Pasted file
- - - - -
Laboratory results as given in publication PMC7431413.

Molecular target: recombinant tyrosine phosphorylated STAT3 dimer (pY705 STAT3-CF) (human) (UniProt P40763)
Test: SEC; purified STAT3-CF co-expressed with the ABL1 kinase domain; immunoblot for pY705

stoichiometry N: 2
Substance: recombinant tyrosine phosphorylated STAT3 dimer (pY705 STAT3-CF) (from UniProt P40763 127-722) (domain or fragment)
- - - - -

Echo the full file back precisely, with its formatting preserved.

Laboratory results as given in publication PMC7431413.

Molecular target: recombinant tyrosine phosphorylated STAT3 dimer (pY705 STAT3-CF) (human) (UniProt P40763)
Test: SEC; purified STAT3-CF co-expressed with the ABL1 kinase domain; immunoblot for pY705

stoichiometry N: 2
Substance: recombinant tyrosine phosphorylated STAT3 dimer (pY705 STAT3-CF) (from UniProt P40763 127-722) (domain or fragment)